© Walter Driedger, P. Eng., 2000 August 20. walter(at)driedger(dot)ca  


First published in Intech , July 1990


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INTRODUCTION. Review meetings between mechanical engineers, control systems engineers and equipment manufacturing representatives do not always provide a final resolution of all outstanding technical issues relating to the precise scope of supply. Without some means of focusing the discussion a number of scenarios are possible.

Scenario number 1: Everybody thinks they understand.

A typical discussion may run like this:

Equipment Engineer, "Where will you provide bearing monitoring?"

Vendor Representative, "On all the bearings."

The control systems engineer writes this down in his note book and goes off to list and tag all the monitoring points. Some time later he finds out that there were more bearings than anyone thought, that axial probes appear on both sides of the thrust bearings and the key phasor is missing. At this point he realizes that his monitoring package is too small and that the proper monitor will not fit into the compressor control panel that has been ordered.

Scenario number 2: Everybody is totally mystified.

A typical discussion may run like this:

Equipment Engineer, "Where will you provide bearing monitors?"

Vendor Representative, "Radial X/Y probes will be provided on both the inboard and the outboard bearings but axial probes only on the active side of the outboard bearings."

Equipment Engineer, "Are those on the driven end or on the opposite from driven end?"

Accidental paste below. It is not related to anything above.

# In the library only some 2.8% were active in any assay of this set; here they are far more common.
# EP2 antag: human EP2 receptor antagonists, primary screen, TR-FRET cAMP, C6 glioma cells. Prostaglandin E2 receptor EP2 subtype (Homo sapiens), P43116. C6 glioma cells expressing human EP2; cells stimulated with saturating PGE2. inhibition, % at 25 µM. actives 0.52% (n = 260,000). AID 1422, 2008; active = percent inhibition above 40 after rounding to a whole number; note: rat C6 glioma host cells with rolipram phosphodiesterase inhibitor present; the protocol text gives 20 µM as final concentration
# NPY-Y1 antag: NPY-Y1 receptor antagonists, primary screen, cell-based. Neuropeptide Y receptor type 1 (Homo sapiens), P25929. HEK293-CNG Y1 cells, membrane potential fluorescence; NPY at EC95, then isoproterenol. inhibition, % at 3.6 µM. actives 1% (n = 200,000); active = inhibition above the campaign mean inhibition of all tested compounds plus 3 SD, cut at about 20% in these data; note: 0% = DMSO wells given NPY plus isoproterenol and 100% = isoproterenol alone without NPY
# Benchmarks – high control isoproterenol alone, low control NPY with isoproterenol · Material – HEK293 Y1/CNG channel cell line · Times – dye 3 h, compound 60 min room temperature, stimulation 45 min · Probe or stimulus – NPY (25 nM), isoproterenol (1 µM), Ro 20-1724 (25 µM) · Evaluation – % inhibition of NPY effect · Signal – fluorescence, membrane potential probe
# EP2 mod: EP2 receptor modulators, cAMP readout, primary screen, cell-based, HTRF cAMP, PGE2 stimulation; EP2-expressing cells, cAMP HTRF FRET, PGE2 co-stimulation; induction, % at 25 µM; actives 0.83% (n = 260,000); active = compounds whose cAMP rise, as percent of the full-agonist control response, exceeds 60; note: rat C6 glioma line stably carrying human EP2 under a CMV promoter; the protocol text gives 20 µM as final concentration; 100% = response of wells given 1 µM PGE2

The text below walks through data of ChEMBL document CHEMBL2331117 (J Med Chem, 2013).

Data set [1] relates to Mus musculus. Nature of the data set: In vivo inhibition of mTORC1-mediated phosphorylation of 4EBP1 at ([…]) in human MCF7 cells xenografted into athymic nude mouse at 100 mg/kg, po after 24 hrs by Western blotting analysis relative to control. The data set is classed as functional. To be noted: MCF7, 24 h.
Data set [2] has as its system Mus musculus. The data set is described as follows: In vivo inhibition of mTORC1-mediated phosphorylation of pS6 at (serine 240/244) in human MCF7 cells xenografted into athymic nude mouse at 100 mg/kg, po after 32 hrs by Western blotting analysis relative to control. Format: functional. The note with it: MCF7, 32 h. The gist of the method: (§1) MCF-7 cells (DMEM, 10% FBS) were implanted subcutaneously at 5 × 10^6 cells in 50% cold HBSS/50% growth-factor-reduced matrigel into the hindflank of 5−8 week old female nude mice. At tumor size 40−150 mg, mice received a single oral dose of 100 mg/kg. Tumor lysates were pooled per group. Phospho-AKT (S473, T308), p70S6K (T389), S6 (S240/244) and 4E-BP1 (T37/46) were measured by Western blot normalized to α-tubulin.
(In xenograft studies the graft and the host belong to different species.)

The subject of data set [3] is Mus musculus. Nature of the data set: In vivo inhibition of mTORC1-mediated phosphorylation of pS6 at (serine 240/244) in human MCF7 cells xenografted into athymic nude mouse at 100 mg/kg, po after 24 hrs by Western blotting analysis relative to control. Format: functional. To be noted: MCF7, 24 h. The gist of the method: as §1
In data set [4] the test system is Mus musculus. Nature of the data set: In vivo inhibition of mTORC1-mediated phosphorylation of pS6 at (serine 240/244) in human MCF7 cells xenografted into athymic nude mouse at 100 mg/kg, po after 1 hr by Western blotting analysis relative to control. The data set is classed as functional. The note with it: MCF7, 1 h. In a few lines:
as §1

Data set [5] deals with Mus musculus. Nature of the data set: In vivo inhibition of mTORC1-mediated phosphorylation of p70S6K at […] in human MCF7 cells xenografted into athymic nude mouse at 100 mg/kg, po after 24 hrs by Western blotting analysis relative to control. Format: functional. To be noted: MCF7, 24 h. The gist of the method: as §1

Controls Engineer, "Is that on the north end or the south end of the compressor?"

Vendor Representative, "It's on the high speed shaft of the gear box.'

Controls Engineer, "Are the RTDs SAMA or DIN calibration?"

Vendor Representative, "They are all type J thermocouples except in the motor windings where they are 10 Ohm copper. The gear box is made in Europe so they are probably European type RTDs."

Scenario number 3: Everybody understands what is wanted.

The discussion starts off like either scenario number 1 or 2. Then the controls engineer (our hero!) goes up to the blackboard and draws out the sketch shown below. He shows an outline of all major pieces of equipment: The motor, the gear box and the compressor. Every bearing is identified. The equipment engineer first finds out there is a bearing he didn't know about. The vendor representative finds out that axial probes are wanted on both sides of the thrust bearings. The controls engineer finds out that there is no accelerometer on the gear box. And everybody has a great lunch at the vendor's expense with the satisfaction of a job well done.

Once instrument tags and details are added, the Compressor monitoring sketch can serve as a basis for a Process and Instrumentation Diagram. Later, it can be included as a graphic display on a DCS or it can be engraved on laminated plastic and attached to the local compressor panel below the vibration and temperature monitors.

The author has never experienced any confusions or misunderstanding where this sketch has been used. It certainly saves on long distance conference calls.


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